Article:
QUESTION: The Gemara (10b) explains the reason why the surplus Ketores may be redeemed and given to the workers in the Beis ha'Mikdash as their wages. Since the Ketores was sanctified only with Kedushas Damim (its monetary value, but not its actual substance, is sanctified), its sanctity may be redeemed onto money. This is in contrast to Korbanos, which are sanctified with Kedushas ha'Guf (the object itself is sanctified, and not just its value).
The Gemara here asks that if the Ketores possesses only Kedushas Damim, then why does it become invalid if a Tevul Yom touches it? The Beraisa explicitly states that if a Tevul Yom touches the mortar in which the Ketores has been placed for grinding, the Ketores becomes invalid.
The Gemara continues and says that one cannot suggest that any item that possesses Kedushas Damim becomes invalid if touched by a Tevul Yom, because the Mishnah in Me'ilah (9a) states that the placing of Menachos (flour offerings) into a Kli Shares makes them susceptible to disqualification if they are touched later by a Tevul Yom. This implies that merely possessing Kedushas Damim is not enough to enable the Menachos to be disqualified if touched by a Tevul Yom. They require the additional condition of placement into a Kli Shares.
The Gemara here seems to contradict the ruling of the RAMBAM. The Rambam (Hilchos She'ar Avos ha'Tum'ah 11:13) rules that Menachos that have not been sanctified by being placed inside a Kli Shares have neither the status of Kodesh nor the status of Chulin. Rather, they have a status equivalent to that of Terumah.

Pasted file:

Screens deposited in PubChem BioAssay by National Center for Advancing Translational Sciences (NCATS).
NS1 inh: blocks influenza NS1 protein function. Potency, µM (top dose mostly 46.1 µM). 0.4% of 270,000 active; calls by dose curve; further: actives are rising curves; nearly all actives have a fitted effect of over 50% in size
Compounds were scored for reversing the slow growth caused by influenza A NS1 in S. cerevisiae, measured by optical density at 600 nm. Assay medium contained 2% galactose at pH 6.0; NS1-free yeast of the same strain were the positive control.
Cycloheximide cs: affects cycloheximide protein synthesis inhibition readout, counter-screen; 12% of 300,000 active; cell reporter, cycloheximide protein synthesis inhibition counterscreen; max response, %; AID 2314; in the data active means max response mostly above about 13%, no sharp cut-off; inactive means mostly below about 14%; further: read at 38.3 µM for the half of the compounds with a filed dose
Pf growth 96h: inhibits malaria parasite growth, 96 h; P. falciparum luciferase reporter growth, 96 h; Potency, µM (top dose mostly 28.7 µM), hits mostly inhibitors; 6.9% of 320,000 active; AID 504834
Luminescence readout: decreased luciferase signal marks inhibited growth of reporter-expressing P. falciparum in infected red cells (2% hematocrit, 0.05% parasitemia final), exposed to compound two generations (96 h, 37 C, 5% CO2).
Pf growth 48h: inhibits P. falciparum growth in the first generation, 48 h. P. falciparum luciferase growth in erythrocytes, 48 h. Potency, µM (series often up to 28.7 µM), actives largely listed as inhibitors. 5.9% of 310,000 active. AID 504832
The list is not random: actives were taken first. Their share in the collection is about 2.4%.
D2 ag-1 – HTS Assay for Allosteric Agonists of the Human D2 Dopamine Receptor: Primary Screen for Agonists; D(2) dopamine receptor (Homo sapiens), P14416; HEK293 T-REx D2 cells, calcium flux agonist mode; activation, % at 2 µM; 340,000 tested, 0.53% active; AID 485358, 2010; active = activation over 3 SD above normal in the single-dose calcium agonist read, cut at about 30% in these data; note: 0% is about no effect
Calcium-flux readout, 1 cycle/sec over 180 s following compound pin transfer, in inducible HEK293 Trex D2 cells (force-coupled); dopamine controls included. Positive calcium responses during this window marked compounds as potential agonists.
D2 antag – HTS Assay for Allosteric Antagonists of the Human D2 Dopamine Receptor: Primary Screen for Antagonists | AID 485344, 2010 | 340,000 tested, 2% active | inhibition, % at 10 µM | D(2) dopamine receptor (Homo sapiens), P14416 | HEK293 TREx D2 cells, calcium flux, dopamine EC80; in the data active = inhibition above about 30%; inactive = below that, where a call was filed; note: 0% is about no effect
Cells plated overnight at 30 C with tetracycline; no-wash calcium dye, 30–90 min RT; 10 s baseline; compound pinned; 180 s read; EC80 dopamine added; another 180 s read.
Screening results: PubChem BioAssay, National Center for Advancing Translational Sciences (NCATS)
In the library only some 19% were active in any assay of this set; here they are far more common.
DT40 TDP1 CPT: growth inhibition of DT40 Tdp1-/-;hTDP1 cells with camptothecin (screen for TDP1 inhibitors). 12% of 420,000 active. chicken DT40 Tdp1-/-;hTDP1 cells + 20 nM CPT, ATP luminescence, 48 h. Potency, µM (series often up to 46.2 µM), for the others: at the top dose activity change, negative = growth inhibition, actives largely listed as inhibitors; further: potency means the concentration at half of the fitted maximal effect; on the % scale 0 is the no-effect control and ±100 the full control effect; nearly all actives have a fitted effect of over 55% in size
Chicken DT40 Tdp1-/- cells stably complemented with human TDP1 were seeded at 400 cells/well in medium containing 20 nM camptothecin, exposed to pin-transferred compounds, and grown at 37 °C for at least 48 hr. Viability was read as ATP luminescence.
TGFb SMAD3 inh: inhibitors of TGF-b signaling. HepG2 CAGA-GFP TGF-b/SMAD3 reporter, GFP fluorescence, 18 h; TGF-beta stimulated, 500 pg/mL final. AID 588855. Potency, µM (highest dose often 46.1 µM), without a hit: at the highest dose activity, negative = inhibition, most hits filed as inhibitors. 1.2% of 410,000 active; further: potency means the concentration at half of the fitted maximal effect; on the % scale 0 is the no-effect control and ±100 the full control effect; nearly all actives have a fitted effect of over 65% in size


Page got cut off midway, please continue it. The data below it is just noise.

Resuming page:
If, as the Rambam writes, Menachos have the same degree of sanctity as Terumah before they have been placed into a Kli Shares, then they should become invalid when a Tevul Yom touches them, just as Terumah becomes invalid when a Tevul Yom touches it. The Gemara here, however, implies that Menachos that have not been placed into a Kli Shares do not become invalid when touched by a Tevul Yom!
(a) The MISHNAH ACHARONAH in Taharos (end of ch. 2) explains that Menachos are susceptible to two types of disqualification when touched by a Tevul Yom. Once the Menachos have been placed into a Kli Shares, they will have the status of a disqualified Korban if a Tevul Yom touches them. A disqualified Korban must be burned in the Beis ha'Deshen. (The verse states, "He shall remove the ashes to outside the camp" (Vayikra 6:4). RASHI in Zevachim (47b, DH Nisrafim) explains that the Beis ha'Deshen is the place where these ashes are taken.)
Before the Menachos have been placed into a Kli Shares, a Tevul Yom who touches them gives them the status of Terumah Teme'ah. Terumah Teme'ah may be burned by the Kohen in his own home, and he is permitted to derive benefit from the fire.
(b) The OR SAME'ACH (Hilchos She'ar Avos ha'Tum'ah 11:13) offers a novel explanation to reconcile the ruling of the Rambam with the words of the Gemara. According to the normal laws of Tum'ah and Taharah, Ketores should not be able to become Tum'ah because it is not a food or liquid. The only reason why Ketores can become Tamei is the unique law of "Chibas ha'Kodesh." (The Gemara in Pesachim (35a) derives from a verse items of Kodesh can become Tamei even though they are inedible. The Gemara there (20a, and Chulin 33a) explains that this is because of "Chibas ha'Kodesh," "the endearment of Kodesh." Due to the fact that Kodesh is particularly precious, it is more sensitive to Tum'ah than Chulin or Terumah.)